How to Use Website Feedback Tools to Improve UX in 2020

How website feedback tools can improve UX and unlock growth in your business

August 11, 2020 by Tawni Sattler

If you really want to get inside your website visitors’ heads—to know what they actually think about your site, and how they think it could be better—you’re in the right place.

But!, we’re not here to give you just another list of feedback tools to choose from.

There are plenty of website feedback tools out there to help you understand your customers, and software (like Hotjar!) that make them easy to use; but no matter which feedback tool(s) you choose for your site, the effectiveness of each comes down to one thing: how are you going to use it?

And we’re going to help you figure that out.

To get you into the right frame of mind so you can get the most out of website feedback, we’ll cover:

✍️ PS: if you did come here for a list of website feedback tools, don’t worry—we’ve got something for you.

Later we’ll cover three popular types of feedback tools:

  1. On-site website feedback survey tools
  2. Customer feedback forms and surveys
  3. Website feedback widgets

and we’ll share tips on how to use them to improve the user experience. But first we want to dig into some theory: namely, the importance of website feedback and how it can help your online business.

Note: if you want to skip this part and go straight to the tips, click on any of the feedback tools mentioned in the list above. 👆

The importance of website feedback: how feedback tools help grow your business

If you own an ecommerce store, you probably understand how much user experience (UX) plays a role in the happiness of your online customers.

It comes down to this: you need people to have a good experience when they visit your site—because they expect nothing less. If they encounter blockers like broken or missing elements, website bugs, or a confusing design, they might get frustrated and leave (and visit a competitor’s site instead).

When it comes to measuring your website’s performance, traditional analytics tools like Google Analytics can give you clues about what might (or might not) be working for your users: you can find out how people arrive at your site, which web pages get the most traffic, and how long they stay before they exit your sales funnel (more on this later).

Behavior > Site Content > Landing Pages report in Google Analytics
The Behavior > Site Content > Landing Pages report in Google Analytics, showing an overview of popular landing pages in the Google Merchandise Store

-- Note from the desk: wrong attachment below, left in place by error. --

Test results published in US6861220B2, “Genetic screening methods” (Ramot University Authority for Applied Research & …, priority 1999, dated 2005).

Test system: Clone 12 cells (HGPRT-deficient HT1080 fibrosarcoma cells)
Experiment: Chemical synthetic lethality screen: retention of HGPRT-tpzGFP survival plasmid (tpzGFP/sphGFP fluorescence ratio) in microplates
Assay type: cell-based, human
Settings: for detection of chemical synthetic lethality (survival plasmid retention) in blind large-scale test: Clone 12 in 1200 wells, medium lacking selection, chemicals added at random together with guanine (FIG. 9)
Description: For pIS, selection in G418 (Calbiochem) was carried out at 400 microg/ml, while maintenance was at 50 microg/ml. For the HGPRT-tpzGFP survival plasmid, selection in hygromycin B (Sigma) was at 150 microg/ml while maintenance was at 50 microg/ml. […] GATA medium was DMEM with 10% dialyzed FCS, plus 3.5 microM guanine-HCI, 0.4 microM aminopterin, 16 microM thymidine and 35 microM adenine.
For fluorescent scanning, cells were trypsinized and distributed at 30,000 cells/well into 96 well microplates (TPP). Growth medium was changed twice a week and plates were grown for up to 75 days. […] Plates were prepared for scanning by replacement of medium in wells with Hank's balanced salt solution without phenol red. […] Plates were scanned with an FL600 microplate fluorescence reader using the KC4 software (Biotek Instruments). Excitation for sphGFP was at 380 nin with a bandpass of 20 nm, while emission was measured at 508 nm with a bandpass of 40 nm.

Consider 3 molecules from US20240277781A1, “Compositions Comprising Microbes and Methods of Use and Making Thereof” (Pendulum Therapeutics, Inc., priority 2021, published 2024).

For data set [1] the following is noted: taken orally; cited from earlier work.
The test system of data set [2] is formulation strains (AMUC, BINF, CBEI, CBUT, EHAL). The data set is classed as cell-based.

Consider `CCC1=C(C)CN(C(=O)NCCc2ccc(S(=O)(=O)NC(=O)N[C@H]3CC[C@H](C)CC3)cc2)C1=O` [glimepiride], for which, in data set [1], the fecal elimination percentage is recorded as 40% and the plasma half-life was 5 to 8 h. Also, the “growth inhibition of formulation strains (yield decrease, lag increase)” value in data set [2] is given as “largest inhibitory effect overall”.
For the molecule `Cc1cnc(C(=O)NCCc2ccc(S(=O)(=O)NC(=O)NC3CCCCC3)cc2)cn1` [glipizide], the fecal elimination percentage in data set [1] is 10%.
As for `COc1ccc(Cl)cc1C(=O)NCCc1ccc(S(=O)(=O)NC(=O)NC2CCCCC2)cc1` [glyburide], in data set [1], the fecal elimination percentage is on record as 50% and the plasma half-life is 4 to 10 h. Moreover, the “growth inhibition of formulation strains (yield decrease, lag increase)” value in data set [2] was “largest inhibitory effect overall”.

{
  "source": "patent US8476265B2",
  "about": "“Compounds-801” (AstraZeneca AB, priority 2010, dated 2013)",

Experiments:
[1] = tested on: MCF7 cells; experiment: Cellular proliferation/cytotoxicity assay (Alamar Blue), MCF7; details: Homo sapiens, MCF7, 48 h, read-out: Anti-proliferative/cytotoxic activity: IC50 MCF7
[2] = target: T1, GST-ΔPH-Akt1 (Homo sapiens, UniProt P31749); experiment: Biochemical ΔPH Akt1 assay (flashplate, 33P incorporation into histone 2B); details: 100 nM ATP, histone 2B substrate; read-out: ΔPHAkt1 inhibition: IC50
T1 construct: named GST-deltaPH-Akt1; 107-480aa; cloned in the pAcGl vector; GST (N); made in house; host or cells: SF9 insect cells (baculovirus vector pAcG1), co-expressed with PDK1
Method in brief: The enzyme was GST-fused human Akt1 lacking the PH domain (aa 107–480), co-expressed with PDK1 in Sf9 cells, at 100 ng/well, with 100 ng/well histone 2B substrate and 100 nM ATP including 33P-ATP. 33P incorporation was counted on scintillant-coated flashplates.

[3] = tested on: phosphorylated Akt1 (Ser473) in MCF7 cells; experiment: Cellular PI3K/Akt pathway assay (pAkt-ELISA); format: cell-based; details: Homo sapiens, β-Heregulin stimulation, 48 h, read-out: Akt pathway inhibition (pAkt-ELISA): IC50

But most web analytics tools can’t tell you how your visitors are actually experiencing your site, or why they behave the way they do, and can’t test your website against factors like:

which also affect the user experience (UX).

And this is where website feedback tools come in.

How to use website feedback to improve UX and increase conversions

Website feedback gives you insight from real users in their own words, giving you a better understanding of the customer journey: depending on when (and how) you ask for feedback, you could gain insight about how users feel about your site from the moment they arrive to the moment they leave.

Feedback tools help you understand where your users are coming from (i.e. their likes and dislikes, their wants and needs, and why they feel a certain way about your site), and feedback can point to trends in user behavior so you can make decisions on how to improve the user experience and increase conversions.

For example:

"We didn't really understand exactly why things were happening. So we knew that we needed a tool that would help us understand what our customers think, and understand the why behind everything we do.”

Initially, the Matalan team wanted a feedback tool to survey their customers in a non-intrusive way. As they moved from an adaptive website to a fully responsive solution, the team used on-site surveys to understand their customers’ reactions to the change.

Soon the team started seeing the value in other behavior analytics and feedback tools like session recordings and feedback widgets, which helped them spot bugs and glitches, identify issues, and compare insights to give them a fuller understanding of the customer journey.

When they gathered all of their feedback and insights, they found a few holes in the checkout process. By resolving one of the bugs they identified, the Matalan team improved checkout conversion by +1.23%.

💡 Read Matalan’s full story

What’s the difference between website analytics tools and website feedback tools?

Website analytics tools like Google Analytics test your site’s performance and give you quantitative data around metrics like:

Other web analytics tools and website optimization tools—like Ahrefs or HubSpot’s Website Grader—can measure your site against performance issues like::

  • Search engine optimization (SEO)
  • Site speed
  • Competitive analysis, and